A 1530 painting by a follower of Massys, appearing in John Armstrong’s Move Closer: An Intimate Philosophy of Art.

Armstrong describes: contemplation is the “scrutiny of what is there to be seen. It is, literally, spending time with [an] object — not just time around it or standing before it, but time devoted to looking at it. ‘Contemplation’ has an august history used in Western thought to describe the mind’s approach to God and in Eastern philosophy to characterize the highest state of existence, but it remains — even in more modest uses — an obscure term. What goes on when we contemplate something, what are we actually doing?

“The process of perceptual contemplation of an object has, classically, five aspects:

1. Animadversion: noticing details.
2. Concursus: seeing relations between parts.
3. Hololepsis: seizing the whole as the whole.
4. The lingering caress.
5. Catalepsis: mutual absorption” (p81).

“Contemplation — in its initial aspect of animadversion — is time spent noticing details; that is, the process of becoming visually aware of parts of the picture which our habitual rapid scanning tends to gloss over. This is a process which sometimes requires conscious effort, we feel we are literally turning our attention on to different parts of the canvas and saying to ourselves: Well now, what is actually there?” (p83).

Follower of Massys, St Luke Painting the Virgin and Child, circa 1530 (p85).

“Concursus… involves seeing together many individual elements of the picture. Its pay-off comes in an enrichment of visual significance, of meaning. Scrutiny of a work of art frequently involves a rhythm of attention to individual parts and to the relations between those parts. This rhythm is required by art and it is also native to the perceiving mind. In fact we can see here how works of art respect and play up to the natural character of exploratory and synthetic attention; it is a native resource of the mind which we can bring into active, and developed, service in the engagement with works of art and which artists usually presuppose we will bring into service” (p91).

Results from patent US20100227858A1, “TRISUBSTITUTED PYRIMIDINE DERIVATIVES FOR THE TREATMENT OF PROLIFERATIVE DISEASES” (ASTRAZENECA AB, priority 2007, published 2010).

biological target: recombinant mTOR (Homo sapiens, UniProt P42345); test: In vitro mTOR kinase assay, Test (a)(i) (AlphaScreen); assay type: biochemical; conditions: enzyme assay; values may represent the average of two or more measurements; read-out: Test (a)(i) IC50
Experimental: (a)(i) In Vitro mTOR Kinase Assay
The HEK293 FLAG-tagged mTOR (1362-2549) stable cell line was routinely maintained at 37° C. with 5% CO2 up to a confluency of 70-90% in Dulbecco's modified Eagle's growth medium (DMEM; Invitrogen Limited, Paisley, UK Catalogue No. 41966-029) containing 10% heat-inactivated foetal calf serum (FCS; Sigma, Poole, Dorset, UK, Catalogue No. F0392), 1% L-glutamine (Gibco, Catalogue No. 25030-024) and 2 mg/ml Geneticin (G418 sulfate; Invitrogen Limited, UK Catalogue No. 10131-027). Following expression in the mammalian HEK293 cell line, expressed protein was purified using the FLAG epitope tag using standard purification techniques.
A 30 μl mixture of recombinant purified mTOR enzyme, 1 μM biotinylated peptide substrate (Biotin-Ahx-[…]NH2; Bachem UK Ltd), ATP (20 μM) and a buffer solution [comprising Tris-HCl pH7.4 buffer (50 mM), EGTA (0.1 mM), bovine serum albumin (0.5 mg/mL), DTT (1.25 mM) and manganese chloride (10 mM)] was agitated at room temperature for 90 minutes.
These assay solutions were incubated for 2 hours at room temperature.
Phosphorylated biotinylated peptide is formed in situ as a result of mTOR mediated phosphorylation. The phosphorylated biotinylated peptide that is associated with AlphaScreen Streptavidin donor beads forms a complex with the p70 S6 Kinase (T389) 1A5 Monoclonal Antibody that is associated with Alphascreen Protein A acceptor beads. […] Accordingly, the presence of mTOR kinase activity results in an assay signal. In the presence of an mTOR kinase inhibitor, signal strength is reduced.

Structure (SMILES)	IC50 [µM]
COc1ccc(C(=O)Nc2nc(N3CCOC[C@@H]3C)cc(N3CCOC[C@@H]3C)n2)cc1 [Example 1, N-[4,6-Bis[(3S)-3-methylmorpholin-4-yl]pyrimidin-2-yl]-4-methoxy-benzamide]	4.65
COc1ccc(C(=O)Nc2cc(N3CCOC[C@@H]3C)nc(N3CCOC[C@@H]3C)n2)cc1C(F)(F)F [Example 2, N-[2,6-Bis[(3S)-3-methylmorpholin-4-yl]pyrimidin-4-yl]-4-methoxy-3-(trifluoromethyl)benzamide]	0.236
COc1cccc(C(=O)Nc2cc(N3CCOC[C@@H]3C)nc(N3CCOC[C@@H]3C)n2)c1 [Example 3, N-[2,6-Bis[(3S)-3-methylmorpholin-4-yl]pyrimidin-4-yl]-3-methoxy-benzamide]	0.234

“The ambition of concursive attention — the ambition of drawing things together and seeing them in relation to each other —  naturally expands to incorporate more and more elements of the work; its logical maximum reveals a further aspect of contemplation” (p91): hololepsis. “Hololepsis yields an archetype of completeness and coherent explanation — thus responding to two of the great aims of mental activity. The contemplation of art of this kind and in this way can satisfy yearnings which the world generally frustrates. The world frequently springs the unexpected and sprawls in seemingly meaningless disorder. The prestige of systems of total explanation — religious, scientific, historical, philosophic — indicates a general need to grasp the world as a coherent whole in the face of its apparent confusion. A work of hololeptic art has the advantage over some of these systems in that its coherence does not rest upon falsehood; it has the advantage over others that what it offers is visible and palpable rather than abstract. Yes, of course, the price a work of art pays for this is that its completeness is bounded by its own small physical extent. It answers a yearning, but only in a restricted area. Hololeptic contemplation, thus, links the experience of art to the wider demands of reflective life and suggests how, to a certain kind of person, the experience of art could be of prime private importance” (p95).